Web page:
It’s a clear, sunny day in the northwoods, a fair amount of light coming into my (log) studio space, making it a good day for some loom maintenance.
I sat down to weave on the rug late yesterday afternoon and could not get a clear tabby shed with my left tabby treadle. I finally discovered some Texsolv heddles had fallen off the bottoms of some shafts, and when that happens they often catch on moving neighboring shafts, causing problems. I recalled having to move heddles from one shaft to another, and now noticed I had not replaced the long strings going around the bottom shaft bars.
This morning, I sat down, put all the heddles back on each shaft, making sure none were twisted. Then, one shaft at a time, replaced those strings, going around the bottom of each shaft bar, outside of the heddles, and making sure I had not included the long Texsolv cords from jacks to lamms.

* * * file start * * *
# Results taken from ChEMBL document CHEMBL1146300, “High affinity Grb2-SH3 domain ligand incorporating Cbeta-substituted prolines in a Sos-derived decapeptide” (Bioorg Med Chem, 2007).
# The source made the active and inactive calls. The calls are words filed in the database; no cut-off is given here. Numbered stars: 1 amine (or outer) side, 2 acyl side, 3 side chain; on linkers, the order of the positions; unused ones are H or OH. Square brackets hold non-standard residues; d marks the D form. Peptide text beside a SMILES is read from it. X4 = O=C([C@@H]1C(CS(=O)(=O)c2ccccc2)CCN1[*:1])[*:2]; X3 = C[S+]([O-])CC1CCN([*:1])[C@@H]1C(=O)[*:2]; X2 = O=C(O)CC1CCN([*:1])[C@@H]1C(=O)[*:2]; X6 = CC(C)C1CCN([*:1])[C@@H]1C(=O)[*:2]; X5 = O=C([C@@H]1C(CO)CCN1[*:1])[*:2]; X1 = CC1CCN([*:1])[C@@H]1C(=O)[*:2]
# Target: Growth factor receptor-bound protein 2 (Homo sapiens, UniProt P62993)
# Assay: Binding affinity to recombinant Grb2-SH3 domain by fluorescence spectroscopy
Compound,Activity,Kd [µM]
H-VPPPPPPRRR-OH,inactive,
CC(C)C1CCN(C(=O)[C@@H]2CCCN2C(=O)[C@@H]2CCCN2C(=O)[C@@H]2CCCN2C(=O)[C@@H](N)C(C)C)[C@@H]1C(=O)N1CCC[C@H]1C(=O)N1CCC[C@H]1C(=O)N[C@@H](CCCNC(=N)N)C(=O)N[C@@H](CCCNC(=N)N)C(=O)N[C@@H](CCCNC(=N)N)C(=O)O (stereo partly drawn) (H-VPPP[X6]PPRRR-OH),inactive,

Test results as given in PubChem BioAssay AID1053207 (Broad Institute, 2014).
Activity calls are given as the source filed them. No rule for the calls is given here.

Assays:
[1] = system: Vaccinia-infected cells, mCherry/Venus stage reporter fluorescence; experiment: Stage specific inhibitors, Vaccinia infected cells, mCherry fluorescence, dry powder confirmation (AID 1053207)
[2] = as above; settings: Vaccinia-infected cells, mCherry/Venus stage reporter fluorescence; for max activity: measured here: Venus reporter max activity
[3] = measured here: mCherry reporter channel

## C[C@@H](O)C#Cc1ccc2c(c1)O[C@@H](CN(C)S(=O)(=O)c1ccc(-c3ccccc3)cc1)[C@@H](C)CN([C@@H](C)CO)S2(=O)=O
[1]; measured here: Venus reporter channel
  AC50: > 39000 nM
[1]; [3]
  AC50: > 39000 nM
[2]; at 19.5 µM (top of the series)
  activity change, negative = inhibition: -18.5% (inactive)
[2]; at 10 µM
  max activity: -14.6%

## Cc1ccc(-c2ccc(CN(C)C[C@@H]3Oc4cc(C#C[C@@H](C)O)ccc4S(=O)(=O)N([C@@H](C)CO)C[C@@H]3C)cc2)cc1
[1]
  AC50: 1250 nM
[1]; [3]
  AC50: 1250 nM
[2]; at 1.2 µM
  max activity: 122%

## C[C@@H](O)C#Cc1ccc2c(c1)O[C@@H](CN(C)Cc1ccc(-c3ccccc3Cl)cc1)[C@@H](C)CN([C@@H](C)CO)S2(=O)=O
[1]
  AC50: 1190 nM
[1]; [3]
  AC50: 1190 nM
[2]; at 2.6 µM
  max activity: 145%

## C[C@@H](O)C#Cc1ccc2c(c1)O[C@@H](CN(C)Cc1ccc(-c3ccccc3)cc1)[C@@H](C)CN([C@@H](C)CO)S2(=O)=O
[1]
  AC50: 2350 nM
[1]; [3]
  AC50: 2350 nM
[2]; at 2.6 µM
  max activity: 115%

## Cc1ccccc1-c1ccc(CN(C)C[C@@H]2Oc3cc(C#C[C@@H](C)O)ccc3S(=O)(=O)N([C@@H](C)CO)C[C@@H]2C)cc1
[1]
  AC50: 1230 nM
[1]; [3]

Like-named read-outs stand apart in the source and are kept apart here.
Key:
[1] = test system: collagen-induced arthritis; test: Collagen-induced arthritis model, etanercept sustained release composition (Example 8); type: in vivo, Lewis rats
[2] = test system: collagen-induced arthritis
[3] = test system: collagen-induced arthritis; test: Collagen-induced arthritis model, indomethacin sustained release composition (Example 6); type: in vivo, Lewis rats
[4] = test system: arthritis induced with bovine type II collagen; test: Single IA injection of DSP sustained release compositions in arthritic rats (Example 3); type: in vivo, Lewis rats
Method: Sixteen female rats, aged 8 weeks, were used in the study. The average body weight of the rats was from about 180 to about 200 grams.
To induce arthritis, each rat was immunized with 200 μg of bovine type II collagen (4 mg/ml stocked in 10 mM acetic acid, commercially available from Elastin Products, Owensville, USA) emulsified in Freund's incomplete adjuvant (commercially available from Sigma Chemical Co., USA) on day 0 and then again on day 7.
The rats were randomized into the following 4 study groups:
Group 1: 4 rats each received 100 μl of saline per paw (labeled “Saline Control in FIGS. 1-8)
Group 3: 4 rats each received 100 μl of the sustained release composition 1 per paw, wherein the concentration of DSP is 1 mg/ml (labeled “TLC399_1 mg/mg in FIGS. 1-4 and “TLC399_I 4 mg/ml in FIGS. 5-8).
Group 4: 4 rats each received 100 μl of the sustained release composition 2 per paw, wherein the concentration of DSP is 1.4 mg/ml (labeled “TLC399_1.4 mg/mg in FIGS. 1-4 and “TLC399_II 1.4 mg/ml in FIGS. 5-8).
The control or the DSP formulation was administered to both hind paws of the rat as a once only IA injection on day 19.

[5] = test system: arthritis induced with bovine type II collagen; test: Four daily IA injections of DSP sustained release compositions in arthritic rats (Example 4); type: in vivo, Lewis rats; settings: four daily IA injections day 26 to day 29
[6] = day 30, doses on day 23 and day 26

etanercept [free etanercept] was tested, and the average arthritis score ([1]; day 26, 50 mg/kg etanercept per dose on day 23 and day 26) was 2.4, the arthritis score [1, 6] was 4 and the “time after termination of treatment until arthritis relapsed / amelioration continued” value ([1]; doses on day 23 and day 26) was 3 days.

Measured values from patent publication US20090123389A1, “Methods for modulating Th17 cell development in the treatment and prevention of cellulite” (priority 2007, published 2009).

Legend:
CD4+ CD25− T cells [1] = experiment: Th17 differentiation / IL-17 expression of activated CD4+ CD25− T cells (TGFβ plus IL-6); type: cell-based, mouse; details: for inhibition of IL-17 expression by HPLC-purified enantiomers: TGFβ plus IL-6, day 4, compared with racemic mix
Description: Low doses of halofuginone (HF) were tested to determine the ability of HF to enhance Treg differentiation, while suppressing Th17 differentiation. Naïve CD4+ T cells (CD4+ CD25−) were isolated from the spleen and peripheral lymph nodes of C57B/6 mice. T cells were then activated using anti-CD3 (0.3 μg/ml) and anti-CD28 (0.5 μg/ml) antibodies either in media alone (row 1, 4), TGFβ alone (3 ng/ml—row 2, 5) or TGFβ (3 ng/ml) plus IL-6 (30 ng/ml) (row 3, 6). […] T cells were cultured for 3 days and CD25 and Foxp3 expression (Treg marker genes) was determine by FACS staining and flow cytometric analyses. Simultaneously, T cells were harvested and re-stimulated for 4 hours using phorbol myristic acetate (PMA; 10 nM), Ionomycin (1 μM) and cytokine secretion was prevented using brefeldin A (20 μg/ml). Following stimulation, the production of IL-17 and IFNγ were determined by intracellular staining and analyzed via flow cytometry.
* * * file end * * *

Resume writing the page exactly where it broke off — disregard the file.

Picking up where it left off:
As you can see in the photo, the Texsolv cords on the top shafts bars keep heddles from working their way off the ends. Adding a string around the bottom shafts bars keeps heddles from dropping off and causing problems while weaving. I highly recommend this, and based on my experience today, can tell you it is much easier to do before your loom is warped, beater is on, and weaving is in progress. I learned this tip long ago from Ken Colwell.
As long as I’m doing loom maintenance, I’m also checking the wedges that hold the loom together and tightening up any that can be pulled out or feel loose. With the woodburner being used daily, the air in here is getting dry. When that happens, beating can cause damage when loom parts are not tight. This is something I check throughout the winter months. Reminder to self: add a huge pot of water to the top of the woodburner for the rest of the winter.
I’ve checked the tabby sheds and they are clear. Now I just need to move my loom back into place, and sit down to weave. Life is good.
Studio Life of a Weaver, Spinner, Dyer